Results for 'technology assessment'

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  1. Technology assessment: concepts and methods.Armin Grunwald - 2009 - In Anthonie W. M. Meijers (ed.), Handbook of the Philosophy of Science. pp. 9--1103.
     
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  2.  28
    Interdisciplinary technology assessment of service robots: the psychological/work science perspective.Martin Fischer - 2012 - Poiesis and Praxis 9 (3-4):231-248.
    The article sheds light on psychological and work science aspects of the design and utilization of service robots. An initial presentation of the characteristics of man–robot interaction is followed by a discussion of the principles of the division of functions between human beings and robots in service area work systems. The following aspects are to be considered: (1) the organisation of societal work (such as the different employment and professional profiles of service employees), (2) the work tasks to be performed (...)
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  3. Technology assessment and the 'ethical matrix'.Doris Schroeder & Clare Palmer - 2003 - Poiesis and Praxis 1 (4):295-307.
    This paper explores the usefulness of the 'ethical matrix', proposed by Ben Mepham, as a tool in technology assessment, specifically in food ethics. We consider what the matrix is, how it might be useful as a tool in ethical decision-making, and what drawbacks might be associated with it. We suggest that it is helpful for fact-finding in ethical debates relating to food ethics; but that it is much less helpful in terms of weighing the different ethical problems that (...)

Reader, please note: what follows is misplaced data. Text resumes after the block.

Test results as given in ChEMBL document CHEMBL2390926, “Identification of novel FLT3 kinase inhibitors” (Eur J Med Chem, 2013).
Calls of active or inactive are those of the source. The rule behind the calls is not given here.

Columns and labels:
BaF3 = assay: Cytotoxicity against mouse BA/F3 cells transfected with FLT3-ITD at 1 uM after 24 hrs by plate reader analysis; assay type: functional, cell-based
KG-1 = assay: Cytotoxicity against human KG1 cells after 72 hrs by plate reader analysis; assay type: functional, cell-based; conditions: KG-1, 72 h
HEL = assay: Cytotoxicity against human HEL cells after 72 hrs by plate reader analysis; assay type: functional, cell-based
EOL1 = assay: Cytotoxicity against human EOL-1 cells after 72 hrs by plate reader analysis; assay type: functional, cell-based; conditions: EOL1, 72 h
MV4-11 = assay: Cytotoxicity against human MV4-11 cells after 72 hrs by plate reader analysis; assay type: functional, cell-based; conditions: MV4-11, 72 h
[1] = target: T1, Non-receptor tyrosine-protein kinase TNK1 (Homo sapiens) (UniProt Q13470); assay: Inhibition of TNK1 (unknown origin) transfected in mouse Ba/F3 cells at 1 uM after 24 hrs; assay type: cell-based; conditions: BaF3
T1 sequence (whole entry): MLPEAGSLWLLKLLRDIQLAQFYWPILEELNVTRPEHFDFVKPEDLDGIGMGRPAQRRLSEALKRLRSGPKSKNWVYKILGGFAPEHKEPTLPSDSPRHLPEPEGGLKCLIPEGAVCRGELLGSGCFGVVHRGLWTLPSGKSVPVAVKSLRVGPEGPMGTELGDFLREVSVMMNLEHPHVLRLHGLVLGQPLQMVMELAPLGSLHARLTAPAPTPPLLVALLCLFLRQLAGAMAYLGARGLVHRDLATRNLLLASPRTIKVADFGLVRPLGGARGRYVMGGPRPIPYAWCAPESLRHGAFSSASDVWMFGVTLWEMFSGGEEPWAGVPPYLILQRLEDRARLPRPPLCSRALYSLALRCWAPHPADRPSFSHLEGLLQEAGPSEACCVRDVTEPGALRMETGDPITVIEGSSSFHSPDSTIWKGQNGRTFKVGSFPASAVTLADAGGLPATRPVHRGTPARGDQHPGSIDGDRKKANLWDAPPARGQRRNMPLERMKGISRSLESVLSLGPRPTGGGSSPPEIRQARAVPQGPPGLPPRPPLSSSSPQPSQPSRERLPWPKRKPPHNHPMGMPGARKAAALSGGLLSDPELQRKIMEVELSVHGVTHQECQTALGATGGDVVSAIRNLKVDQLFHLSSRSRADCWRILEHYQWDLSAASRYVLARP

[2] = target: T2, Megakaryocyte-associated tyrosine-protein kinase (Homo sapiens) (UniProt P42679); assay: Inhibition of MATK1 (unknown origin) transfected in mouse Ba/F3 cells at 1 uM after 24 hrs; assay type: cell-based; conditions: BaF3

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  4.  31
    Technology assessment and ethics.Barbara Skorupinski & Konrad Ott - 2002 - Poiesis and Praxis 1 (2):95-122.
    Technology assessment (TA) is – for several reasons – not detachable from ethical questions. The development of institutions and concepts for TA, especially in the USA and Western Europe, has been marked by an increasing tendency to focus evaluative and normative questions. In the following paper, we point out, in as far as the common notions of TA are implicitly normative, why reflection upon conceptual options of TA inevitably leads to ethical questions, and that the key question of (...)